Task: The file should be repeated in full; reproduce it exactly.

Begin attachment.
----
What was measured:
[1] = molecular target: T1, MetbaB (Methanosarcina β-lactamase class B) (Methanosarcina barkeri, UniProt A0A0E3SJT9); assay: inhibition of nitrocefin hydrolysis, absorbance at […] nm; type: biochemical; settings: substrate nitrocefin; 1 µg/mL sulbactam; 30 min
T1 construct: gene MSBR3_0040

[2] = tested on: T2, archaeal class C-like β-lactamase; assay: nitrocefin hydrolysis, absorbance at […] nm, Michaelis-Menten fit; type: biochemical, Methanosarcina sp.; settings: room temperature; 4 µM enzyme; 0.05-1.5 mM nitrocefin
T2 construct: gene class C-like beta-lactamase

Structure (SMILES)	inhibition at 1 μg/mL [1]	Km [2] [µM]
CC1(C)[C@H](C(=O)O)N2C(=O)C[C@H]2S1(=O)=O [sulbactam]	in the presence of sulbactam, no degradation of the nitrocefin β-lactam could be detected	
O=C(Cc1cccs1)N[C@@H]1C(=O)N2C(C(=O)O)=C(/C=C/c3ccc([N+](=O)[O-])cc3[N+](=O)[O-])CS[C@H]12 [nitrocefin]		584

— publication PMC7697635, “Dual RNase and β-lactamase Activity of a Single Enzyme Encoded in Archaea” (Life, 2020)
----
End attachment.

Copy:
What was measured:
[1] = molecular target: T1, MetbaB (Methanosarcina β-lactamase class B) (Methanosarcina barkeri, UniProt A0A0E3SJT9); assay: inhibition of nitrocefin hydrolysis, absorbance at […] nm; type: biochemical; settings: substrate nitrocefin; 1 µg/mL sulbactam; 30 min
T1 construct: gene MSBR3_0040

[2] = tested on: T2, archaeal class C-like β-lactamase; assay: nitrocefin hydrolysis, absorbance at […] nm, Michaelis-Menten fit; type: biochemical, Methanosarcina sp.; settings: room temperature; 4 µM enzyme; 0.05-1.5 mM nitrocefin
T2 construct: gene class C-like beta-lactamase

Structure (SMILES)	inhibition at 1 μg/mL [1]	Km [2] [µM]
CC1(C)[C@H](C(=O)O)N2C(=O)C[C@H]2S1(=O)=O [sulbactam]	in the presence of sulbactam, no degradation of the nitrocefin β-lactam could be detected	
O=C(Cc1cccs1)N[C@@H]1C(=O)N2C(C(=O)O)=C(/C=C/c3ccc([N+](=O)[O-])cc3[N+](=O)[O-])CS[C@H]12 [nitrocefin]		584

— publication PMC7697635, “Dual RNase and β-lactamase Activity of a Single Enzyme Encoded in Archaea” (Life, 2020)